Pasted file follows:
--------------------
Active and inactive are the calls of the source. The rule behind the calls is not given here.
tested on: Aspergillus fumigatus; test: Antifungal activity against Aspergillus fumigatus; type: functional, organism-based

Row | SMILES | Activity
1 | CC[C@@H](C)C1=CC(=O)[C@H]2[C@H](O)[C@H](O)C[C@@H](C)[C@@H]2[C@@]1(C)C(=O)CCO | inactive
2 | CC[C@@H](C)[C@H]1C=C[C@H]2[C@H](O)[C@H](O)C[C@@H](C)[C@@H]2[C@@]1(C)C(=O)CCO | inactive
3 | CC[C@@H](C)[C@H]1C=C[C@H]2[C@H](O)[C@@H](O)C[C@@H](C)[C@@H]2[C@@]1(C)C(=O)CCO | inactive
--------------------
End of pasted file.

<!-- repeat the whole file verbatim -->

Active and inactive are the calls of the source. The rule behind the calls is not given here.
tested on: Aspergillus fumigatus; test: Antifungal activity against Aspergillus fumigatus; type: functional, organism-based

Row | SMILES | Activity
1 | CC[C@@H](C)C1=CC(=O)[C@H]2[C@H](O)[C@H](O)C[C@@H](C)[C@@H]2[C@@]1(C)C(=O)CCO | inactive
2 | CC[C@@H](C)[C@H]1C=C[C@H]2[C@H](O)[C@H](O)C[C@@H](C)[C@@H]2[C@@]1(C)C(=O)CCO | inactive
3 | CC[C@@H](C)[C@H]1C=C[C@H]2[C@H](O)[C@@H](O)C[C@@H](C)[C@@H]2[C@@]1(C)C(=O)CCO | inactive